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It’s OK To Say No To Your Friends

What the pandemic has taught me about setting personal boundaries.

by Veracia Ankrah
January 6, 2021 | Love
Illustration of a young black woman in side profile, say no, friends, rewire
Credit: Mary Long // Adobe

Even with the rollout of a vaccine, there's still no clear end in sight to the disruption the COVID-19 pandemic continues to cause in our lives.

What I can see ending, however, are a number of my friendships that have become strained during this unprecedented time. 

I've had to grapple with the very notion of friendship during these past few months, working to reimagine and redefine my platonic relationships with my girlfriends. One thing I'm starting to realize is that what really needs to end is my habit of always putting my friends' needs before my own.

Here are a few lessons I've recently learned about setting personal boundaries, maintaining friendships and not feeling guilty about saying no — even during a pandemic.

Boundaries are critical

More than ever, I've felt the need to double-down on setting personal boundaries during the pandemic. Yet, I always feel guilty when I do, and I end up attending to the needs of others before myself.

It's a terrible habit, one that I learned from my mother, an immigrant African woman whose idea of living an honest, fulfilling life is shaped by her desire to meet the needs of her family and friends. As my mother's first born daughter, I often served as the "second mother" to my siblings and as a personal assistant to my household. 

I'm a seasoned giver, and helping others feels like second nature to me. I'm also an empath, taking on everyone's emotions while tending to neglect my own. 

These traits have recently led to burnout because, when it comes to friendships, my personal boundaries are far too negotiable. And I need to work on changing that. 

I'm calling myself out on this. And if you can also relate to putting your friendships above yourself, I'm calling you out too.

Saying no will feel awkward

We aren't taught to say no as women. And this is especially true for Black women. As we deal with the twin pandemics of COVID and racism, we feel pressure to always say yes and show up for others.

Illustration of hand holding up a sign that reads: No!, say no, friends, rewire
The difficulty in saying no is largely rooted in fear — fear of unpleasant reactions, fear of being perceived as rude or difficult, and even fear for our own lives.  |  Credit: Iracosma // Adobe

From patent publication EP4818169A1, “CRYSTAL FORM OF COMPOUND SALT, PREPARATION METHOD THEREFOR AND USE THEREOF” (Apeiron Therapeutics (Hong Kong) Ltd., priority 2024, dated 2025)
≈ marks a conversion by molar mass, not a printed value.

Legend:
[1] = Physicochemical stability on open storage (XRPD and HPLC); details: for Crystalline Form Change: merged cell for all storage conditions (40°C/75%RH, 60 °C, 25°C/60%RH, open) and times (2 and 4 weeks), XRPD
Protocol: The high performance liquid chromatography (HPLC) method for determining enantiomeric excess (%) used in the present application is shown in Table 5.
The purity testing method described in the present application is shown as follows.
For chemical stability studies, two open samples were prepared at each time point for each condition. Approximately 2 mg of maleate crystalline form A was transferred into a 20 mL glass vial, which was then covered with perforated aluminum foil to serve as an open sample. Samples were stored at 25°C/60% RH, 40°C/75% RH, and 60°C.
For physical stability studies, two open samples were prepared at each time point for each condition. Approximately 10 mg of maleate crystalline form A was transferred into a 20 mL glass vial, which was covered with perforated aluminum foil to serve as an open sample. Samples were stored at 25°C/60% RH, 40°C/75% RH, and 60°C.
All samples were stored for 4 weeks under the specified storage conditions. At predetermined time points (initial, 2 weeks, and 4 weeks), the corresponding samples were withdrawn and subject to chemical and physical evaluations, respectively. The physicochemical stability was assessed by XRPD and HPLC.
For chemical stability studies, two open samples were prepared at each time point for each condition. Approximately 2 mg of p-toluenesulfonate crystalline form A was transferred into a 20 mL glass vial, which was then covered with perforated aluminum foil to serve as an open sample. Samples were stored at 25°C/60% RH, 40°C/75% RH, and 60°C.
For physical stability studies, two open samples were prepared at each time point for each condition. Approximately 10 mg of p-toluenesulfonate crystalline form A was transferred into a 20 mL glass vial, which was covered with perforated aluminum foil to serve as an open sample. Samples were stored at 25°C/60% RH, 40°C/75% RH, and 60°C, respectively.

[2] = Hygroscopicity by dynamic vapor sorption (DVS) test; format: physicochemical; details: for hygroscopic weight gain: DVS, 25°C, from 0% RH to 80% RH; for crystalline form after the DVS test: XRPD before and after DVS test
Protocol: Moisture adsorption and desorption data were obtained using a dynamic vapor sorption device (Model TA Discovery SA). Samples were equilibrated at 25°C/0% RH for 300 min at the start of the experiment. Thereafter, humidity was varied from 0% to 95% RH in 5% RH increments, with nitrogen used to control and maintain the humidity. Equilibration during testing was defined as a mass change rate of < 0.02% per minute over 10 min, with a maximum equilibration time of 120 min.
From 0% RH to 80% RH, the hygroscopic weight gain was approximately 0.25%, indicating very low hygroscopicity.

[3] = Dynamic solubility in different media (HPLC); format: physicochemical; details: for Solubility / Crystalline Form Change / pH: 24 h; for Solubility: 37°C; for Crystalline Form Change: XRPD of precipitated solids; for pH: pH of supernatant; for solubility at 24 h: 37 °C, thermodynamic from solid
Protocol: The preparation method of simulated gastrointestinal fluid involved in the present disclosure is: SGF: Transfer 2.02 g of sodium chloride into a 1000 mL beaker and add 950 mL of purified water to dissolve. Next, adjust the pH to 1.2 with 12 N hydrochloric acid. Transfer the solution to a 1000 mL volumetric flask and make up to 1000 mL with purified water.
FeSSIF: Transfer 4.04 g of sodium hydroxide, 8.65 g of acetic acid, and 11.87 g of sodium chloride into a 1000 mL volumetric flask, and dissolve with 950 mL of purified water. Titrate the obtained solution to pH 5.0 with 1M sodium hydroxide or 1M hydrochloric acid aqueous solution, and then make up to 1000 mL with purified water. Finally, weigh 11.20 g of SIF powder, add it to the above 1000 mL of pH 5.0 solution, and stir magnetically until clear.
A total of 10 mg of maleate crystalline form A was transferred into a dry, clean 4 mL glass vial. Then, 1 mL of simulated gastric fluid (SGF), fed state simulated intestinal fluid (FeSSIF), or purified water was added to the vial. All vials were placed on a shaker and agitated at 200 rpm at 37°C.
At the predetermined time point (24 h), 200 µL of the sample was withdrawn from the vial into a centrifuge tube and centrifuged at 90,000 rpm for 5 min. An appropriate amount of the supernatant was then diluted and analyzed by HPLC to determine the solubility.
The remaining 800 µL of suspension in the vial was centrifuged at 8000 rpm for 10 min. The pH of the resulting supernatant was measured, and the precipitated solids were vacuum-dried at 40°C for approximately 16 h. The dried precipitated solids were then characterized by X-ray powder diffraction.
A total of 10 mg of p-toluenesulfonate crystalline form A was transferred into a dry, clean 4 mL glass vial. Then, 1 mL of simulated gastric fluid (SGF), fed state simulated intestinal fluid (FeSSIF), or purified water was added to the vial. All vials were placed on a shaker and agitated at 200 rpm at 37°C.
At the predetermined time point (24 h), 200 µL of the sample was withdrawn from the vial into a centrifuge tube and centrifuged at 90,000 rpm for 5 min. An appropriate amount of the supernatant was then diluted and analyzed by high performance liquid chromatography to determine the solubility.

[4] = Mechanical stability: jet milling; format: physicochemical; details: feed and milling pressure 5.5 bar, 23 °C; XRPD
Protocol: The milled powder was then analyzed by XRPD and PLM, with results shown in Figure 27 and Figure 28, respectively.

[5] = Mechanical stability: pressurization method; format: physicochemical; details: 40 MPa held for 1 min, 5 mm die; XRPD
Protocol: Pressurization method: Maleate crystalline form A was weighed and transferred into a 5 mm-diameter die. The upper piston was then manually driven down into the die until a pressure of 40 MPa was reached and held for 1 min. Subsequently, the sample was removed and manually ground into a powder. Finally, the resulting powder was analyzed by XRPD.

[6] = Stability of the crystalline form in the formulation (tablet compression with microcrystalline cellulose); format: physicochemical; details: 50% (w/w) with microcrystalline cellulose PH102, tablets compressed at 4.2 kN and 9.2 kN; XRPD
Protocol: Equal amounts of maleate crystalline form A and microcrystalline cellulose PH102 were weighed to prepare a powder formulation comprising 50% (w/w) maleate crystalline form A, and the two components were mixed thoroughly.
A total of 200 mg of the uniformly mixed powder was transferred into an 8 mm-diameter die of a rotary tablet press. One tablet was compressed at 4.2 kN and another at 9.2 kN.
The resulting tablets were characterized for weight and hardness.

The difficulty in saying no is largely rooted in fear — fear of unpleasant reactions, fear of being perceived as rude or difficult, and even fear for our own lives.

But what good is it for a woman to gain the whole world if she loses her soul? Saying yes might win the approval of friends, but you may end up feeling like you've lost your sense of self, as you become a lifeless entity roaming the internet on countless Zoom and Facetime calls.  

For me, it got so bad that I ignored my friends' phone calls for days. I postponed hangouts so many times that they never even ended up happening at all. And then my pesky empathy would kick in and I would feel guilty for not responding and reciprocating my friends' energy.

But I'm learning to remind myself that it's OK to acknowledge my current feelings while not dwelling on the old ways I used to operate in my friendships. 

Rather, I try to focus on my new reality, one that leaves room for new characteristics I've discovered about myself during the pandemic. One of the most important lessons I've learned is that you can't control the decisions others make, but you can control how you show up for others.

Start attending to yourself first

I once read that one's need to be viewed as a "good person" is what stops one from actually being good to anyone.

At some point, we've got to commit to taking care of ourselves and attending to our own wellness and mental health before addressing the needs of our friends. 

Take some time to do something you enjoy. I like to take walks in the morning, catch up on podcasts, and spend extra time on my nightly skin routine. I do these activities, even if it means I have to avoid Zoom invitations or answering text messages as soon as they pop up on my phone. 

Friendship is a beautiful gift of shared time, efforts, and energy between loved ones. But it should not be taken advantage of, and it should be approached with the same — if not more — caution as romantic relationships. 

On the flip side, if you are the friend who's constantly checking in and doesn't feel the energy is reciprocated — you might want to take a break. If she is truly your friend, she'll check back in when she's ready. 

And, hopefully, you both can discuss a mode of communication that works best for the two of you right now. These conversations won't be easy, but at the very least you are taking the necessary steps to put yourself first.

Veracia Ankrah
Veracia Ankrah is a pop culture journalist who mostly creates content at the intersection of hip-hop and Black womanhood. Follow her on Twitter and Instagram @veeeracity.
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